Opposition leader Juan Guaidó has declared himself interim president following large protests, galvanising opponents of current socialist President Nicolás Maduro. More than three million Venezuelans have fled their country over recent years, blaming hunger, lack of medical care, rising unemployment, and violent crime.


Venezuela is located in northern South America and borders the North Atlantic Ocean and the Caribbean Sea, between Guyana and Colombia.

Venezuela is awash with natural resources such as diamonds, bauxite, gold, iron ore, natural gas and petroleum.

In 2014, mining and extraction of minerals contributed 26% to the country’s GDP, Venezuela is also the largest exporter of oil after the OPEC (Oil Producing and Exporting Countries).

It holds a prominent location in America, being the wealthiest country but its geo-location also makes it an undeniable threat to the American mainland.

Since 2013 Venezuela has seen no economic development, rising prices with inflation rates of 10 million%, considered by many as one of the worst cases of hyperinflation.

What Changed after 2013?

Nocolàs Maduro assumed power in 2013, shortly after the demise of his mentor and leader of the country, Hugo Chavez. Maduro has overseen the unravelling of the economy. While he has blamed the United States imposed sanctions for the economic downfall. Experts both inside the country and outside have blamed government mismanagement and high-levels of corruption for the current conditions.

Maduro has wrested the power in the government’s executive branch, suppressing dissent through violence and intimidation, winning the confidence of the military and giving favourable deals to corporates.

South American countries seek a huge contribution from the military in the functioning of the country. Especially, because the military holds the power to remove the leader in such circumstances by a Coup d’état.

In 2017, when Venezuela got engulfed with nation-wide protests, Maduro side-lined the opposition-controlled, legislature, the National Assembly, and ordered the creation of the new legislative assembly called, the Constituent Assembly, which he asked to re-write the constitution.

He jailed prominent members of the opposition, leaving it largely ineffective for many months.

In May 2018, Maduro won re-election to a new six-year term in the midst of a financial and humanitarian crisis. Coercion and vote-rigging were widely reported. By the time of his inauguration on Jan. 10, many countries did not recognize his new term as legitimate, including the United States, Canada and a dozen Latin American nations.

What are Venezuelans going through?

And this is taking its toll on the nation’s health.

Most people (64.3%) said they had lost weight in 2017 – 11.4kg on average, with the poorest losing most.

  • Traditional meals were decreasing in size and quality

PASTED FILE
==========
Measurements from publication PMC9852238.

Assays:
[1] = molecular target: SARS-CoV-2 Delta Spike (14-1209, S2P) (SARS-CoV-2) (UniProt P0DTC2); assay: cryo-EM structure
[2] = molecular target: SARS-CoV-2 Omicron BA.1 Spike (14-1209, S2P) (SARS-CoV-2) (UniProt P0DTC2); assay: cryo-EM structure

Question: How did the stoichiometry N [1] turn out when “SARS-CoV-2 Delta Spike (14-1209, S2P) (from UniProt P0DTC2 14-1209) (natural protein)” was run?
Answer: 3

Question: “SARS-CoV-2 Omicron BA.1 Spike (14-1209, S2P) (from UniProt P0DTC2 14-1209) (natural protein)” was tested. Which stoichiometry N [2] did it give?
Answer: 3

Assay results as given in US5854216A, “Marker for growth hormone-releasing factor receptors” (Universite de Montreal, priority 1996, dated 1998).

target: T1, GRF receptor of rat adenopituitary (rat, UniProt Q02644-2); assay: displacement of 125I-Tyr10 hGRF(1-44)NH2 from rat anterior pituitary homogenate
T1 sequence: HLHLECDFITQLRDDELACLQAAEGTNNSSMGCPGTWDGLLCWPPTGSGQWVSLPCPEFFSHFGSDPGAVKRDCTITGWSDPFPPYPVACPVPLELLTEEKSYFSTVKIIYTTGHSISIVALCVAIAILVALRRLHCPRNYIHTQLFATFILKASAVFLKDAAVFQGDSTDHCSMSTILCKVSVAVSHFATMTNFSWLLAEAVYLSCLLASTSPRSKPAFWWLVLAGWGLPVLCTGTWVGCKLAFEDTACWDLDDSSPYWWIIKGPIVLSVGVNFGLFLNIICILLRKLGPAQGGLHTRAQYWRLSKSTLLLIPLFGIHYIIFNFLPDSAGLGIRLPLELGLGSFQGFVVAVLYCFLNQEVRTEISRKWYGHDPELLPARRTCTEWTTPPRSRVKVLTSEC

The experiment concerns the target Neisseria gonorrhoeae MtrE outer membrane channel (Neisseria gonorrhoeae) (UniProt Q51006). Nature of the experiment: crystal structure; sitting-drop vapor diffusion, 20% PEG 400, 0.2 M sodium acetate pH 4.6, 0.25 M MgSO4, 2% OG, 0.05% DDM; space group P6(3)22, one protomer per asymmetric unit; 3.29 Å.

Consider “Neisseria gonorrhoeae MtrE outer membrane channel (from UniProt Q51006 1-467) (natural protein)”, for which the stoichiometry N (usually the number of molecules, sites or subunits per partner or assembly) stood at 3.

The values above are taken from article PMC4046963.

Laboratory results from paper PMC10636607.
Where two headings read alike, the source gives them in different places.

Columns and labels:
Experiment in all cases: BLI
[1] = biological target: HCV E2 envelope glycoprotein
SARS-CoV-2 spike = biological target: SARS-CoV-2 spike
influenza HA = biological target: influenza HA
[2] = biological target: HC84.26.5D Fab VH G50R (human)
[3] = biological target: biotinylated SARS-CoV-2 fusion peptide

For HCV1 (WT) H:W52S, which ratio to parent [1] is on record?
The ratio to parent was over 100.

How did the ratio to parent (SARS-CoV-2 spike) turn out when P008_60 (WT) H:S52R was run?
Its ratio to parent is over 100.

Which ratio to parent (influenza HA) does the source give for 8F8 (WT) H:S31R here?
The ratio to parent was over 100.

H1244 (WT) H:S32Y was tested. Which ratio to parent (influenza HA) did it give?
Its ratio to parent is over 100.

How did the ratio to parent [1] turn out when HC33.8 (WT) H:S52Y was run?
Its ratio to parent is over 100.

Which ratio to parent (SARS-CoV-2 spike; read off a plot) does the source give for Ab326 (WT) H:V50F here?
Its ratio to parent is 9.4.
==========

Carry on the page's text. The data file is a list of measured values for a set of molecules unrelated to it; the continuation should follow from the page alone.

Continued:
• Nine out of 10 people couldn’t afford their daily food
  • 2 million had two meals a day or fewer
  • Sources of iron, vitamins and other nutrients were lacking from people’s diet

 

As a result, Venezuelans are turning to forgotten vegetables and foodstuffs that were once considered a “poor people’s food”.

The yuca – or cassava – root vegetable, for example, is versatile, cheap and a traditional substitute for potatoes.

It can be boiled or fried – which fast-food chain McDonald’s used to its advantage in 2015, changing their Venezuelan menu from potato fries to yuca fries.

Venezuela was the first country to eradicate Malaria in 1969, having been located in a tropical region, Venezuela has malaria cases in 10 states out union’s 24. The Venezuelan Health Observatory has reported widespread shortages of antimalarial drugs – for all strains.

Three million Venezuelans have left their home country since 2014, according to the UN.

Venezuela .png

Who is Juan Guaidó? Is he Venezuela’s only hope?

Largely unknown before the National Assembly elected him as its leader. A vocal critic of both Maduro and Chavez. Juan became politically active as a student leader in Caracas and leading protests against  Chávez’s clampdown on press freedom.

His party has taken a hard-line stance against Maduro’s government, organizing street protests and rallies.

Guaidó also has visited Colombia, Brazil and other sympathetic neighbours in Latin America, in defiance of a travel ban. He is under constant threat of arrest.

Just two weeks after, the swearing-in of Maduro in January early this year, Juan declared himself as the interim president with wide support from the public rallying behind him.

Such was his effect, that the United States accepted Juan as the new Venezuelan leader. Maduro responded by severing ties with the United States and blocking the humanitarian aid from countries like Colombia and Brazil, by sealing off the border.

He rallied in public areas to get the backing of the military, military however still remains loyal to Maduro.

He also attempted a failed move to take over the power with little military support but since then Maduro has grown stronger and virtually unstoppable.

The majority of those leaving have crossed into neighbouring Colombia, some then move on to Ecuador, Peru and Chile. Others have gone south to Brazil.

All United States allies recognise Juan as the legitimate leader while Russia and China condemned foreign support for  Guaidó, saying it violates international law and is a “direct path to bloodshed” and support Maduro.

 

 

 

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